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Eur Rev Med Pharmacol Sci ; 25(15): 5057-5062, 2021 08.
Article in English | MEDLINE | ID: covidwho-1346860


OBJECTIVE: Complete blood count parameters are frequently altered in COVID-19 patients. Leucopenia and lymphopenia are the most common findings. This is not specific to COVID-19 as similar alterations are found in various other viral infections. This work is intended to summarize the evidence regarding white blood cell and lymphocyte subset alterations in COVID-19 and their clinical implications. MATERIALS AND METHODS: A PubMed search was conducted to identify relevant original studies. Articles not available in English or referring exclusively to pediatric patients were excluded. The study was designed as a narrative review from its inception. RESULTS: Complete white blood cell number and lymphocytes may be reduced in COVID-19 patients. Circulating CD4+ cells (helper T lymphocytes), CD8+ cells (cytotoxic T lymphocytes), regulatory T cells and natural killer (NK) cells may be reduced, with a greater reduction observed in critically ill patients. CD4+ and regulatory cell deficiencies may contribute to the cytokine storm and subsequent tissue damage observed in severe COVID-19 infection. NK and CD8+ cell deficiency might delay infection clearance. These aberrations of cellular immunity may contribute significantly to the pathogenesis of the disease. Alterations observed in monocyte function can also be implicated as they are effector cells responsible for tissue damage and remodeling. B cell dysfunction and maturation abnormalities have also been reported, suggesting that the virus also impairs humoral immunity. CONCLUSIONS: Lymphocyte subset abnormalities may be useful prognostic biomarkers for COVID-19, with circulating CD8+ cell count being the most promising as a predictor of severe disease requiring mechanical ventilation and mortality.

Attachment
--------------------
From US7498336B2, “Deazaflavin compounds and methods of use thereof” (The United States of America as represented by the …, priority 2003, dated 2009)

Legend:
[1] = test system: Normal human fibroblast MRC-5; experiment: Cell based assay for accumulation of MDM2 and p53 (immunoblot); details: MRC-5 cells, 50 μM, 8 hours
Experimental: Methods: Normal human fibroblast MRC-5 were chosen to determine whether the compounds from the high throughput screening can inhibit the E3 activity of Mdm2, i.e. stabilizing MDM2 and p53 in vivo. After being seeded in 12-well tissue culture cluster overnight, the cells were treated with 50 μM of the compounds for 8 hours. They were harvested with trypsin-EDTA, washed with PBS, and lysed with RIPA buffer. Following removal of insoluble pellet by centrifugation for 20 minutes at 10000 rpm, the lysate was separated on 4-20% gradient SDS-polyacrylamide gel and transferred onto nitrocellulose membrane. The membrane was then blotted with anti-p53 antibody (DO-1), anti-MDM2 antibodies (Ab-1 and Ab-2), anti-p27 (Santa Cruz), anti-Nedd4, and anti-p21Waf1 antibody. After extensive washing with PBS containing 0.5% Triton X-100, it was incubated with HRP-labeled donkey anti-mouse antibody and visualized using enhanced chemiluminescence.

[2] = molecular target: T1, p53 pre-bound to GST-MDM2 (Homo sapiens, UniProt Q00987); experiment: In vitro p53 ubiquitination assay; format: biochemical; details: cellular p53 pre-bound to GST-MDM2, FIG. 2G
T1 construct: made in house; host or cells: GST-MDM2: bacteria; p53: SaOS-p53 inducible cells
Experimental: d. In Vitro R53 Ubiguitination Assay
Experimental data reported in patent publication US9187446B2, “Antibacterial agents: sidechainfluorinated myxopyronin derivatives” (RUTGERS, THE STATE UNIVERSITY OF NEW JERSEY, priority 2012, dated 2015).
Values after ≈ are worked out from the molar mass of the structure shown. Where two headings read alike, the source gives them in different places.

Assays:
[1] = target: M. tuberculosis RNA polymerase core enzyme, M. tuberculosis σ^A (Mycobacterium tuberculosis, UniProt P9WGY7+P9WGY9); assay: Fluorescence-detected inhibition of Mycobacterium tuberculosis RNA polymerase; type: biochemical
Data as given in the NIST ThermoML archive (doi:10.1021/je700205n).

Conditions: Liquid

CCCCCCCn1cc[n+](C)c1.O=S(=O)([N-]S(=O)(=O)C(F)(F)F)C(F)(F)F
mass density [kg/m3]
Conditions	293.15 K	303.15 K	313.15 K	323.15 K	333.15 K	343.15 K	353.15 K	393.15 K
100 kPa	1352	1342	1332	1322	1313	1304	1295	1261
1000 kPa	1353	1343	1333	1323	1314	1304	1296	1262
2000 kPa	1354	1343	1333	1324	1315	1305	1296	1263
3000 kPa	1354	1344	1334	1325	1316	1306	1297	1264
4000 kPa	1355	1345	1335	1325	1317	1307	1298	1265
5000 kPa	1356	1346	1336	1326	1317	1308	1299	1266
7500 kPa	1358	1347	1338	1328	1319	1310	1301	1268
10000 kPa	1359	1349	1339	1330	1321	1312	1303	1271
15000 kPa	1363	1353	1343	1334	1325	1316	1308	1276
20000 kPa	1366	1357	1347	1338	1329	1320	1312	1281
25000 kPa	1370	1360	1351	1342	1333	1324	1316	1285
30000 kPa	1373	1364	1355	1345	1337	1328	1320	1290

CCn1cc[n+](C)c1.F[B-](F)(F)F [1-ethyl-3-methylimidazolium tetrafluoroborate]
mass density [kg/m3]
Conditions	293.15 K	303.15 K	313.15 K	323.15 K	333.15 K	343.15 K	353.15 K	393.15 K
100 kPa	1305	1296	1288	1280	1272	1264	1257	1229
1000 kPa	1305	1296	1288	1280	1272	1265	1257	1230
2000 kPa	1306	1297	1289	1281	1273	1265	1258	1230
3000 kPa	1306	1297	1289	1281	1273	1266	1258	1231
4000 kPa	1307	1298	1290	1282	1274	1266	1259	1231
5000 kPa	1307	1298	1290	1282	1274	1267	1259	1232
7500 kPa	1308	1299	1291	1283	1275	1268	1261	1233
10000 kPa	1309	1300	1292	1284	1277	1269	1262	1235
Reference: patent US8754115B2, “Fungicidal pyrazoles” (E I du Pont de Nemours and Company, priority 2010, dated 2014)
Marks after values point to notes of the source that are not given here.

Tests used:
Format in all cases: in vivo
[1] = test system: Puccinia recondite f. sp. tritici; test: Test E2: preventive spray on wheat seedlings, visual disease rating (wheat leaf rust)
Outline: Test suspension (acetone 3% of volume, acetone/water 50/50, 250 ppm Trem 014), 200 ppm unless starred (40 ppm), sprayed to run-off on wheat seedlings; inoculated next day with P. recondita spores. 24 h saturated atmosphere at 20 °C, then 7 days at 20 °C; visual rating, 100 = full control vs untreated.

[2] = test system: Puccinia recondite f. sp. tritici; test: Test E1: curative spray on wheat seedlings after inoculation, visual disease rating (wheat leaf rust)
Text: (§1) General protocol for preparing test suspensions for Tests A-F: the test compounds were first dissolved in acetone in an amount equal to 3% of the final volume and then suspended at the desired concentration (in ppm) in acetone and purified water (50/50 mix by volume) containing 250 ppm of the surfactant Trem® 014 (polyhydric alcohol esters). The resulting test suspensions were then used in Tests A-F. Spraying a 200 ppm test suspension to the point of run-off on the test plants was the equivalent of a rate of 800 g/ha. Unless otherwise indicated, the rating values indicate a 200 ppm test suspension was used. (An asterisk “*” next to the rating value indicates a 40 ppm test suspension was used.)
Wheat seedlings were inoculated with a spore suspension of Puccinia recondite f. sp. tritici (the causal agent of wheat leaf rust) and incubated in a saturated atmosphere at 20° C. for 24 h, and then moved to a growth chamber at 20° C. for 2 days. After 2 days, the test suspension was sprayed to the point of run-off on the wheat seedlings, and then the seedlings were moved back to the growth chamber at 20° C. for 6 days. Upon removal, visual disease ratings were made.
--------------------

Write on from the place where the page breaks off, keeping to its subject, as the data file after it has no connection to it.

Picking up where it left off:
COVID-19/immunology , Lymphocyte Subsets/immunology , Lymphocyte Subsets/virology , Monocytes/immunology , Monocytes/virology , B-Lymphocytes/immunology , B-Lymphocytes/virology , COVID-19/virology , Humans , Killer Cells, Natural/immunology , Killer Cells, Natural/virology , T-Lymphocytes/immunology , T-Lymphocytes/virology
Eur Rev Med Pharmacol Sci ; 25(9): 3607-3609, 2021 May.
Article in English | MEDLINE | ID: covidwho-1232732


Severe Acute Respiratory Syndrome Corona Virus-2 is the causative factor of Coronavirus Disease 2019. Early in the pandemic, mediastinal lymphadenopathy was not considered to be a significant radiologic finding of the SARS-COV-2 disease. Nevertheless, most recent studies associate mediastinal lymphadenopathy with more severe COVID-19 disease and poorer patient outcomes.

COVID-19/epidemiology , Lymphadenopathy/epidemiology , Mediastinal Diseases/epidemiology , SARS-CoV-2 , COVID-19/diagnosis , COVID-19/immunology , Humans , Lymphadenopathy/diagnosis , Lymphadenopathy/immunology , Mediastinal Diseases/diagnosis , Mediastinal Diseases/immunology , Mediastinum/pathology , Prevalence , SARS-CoV-2/immunology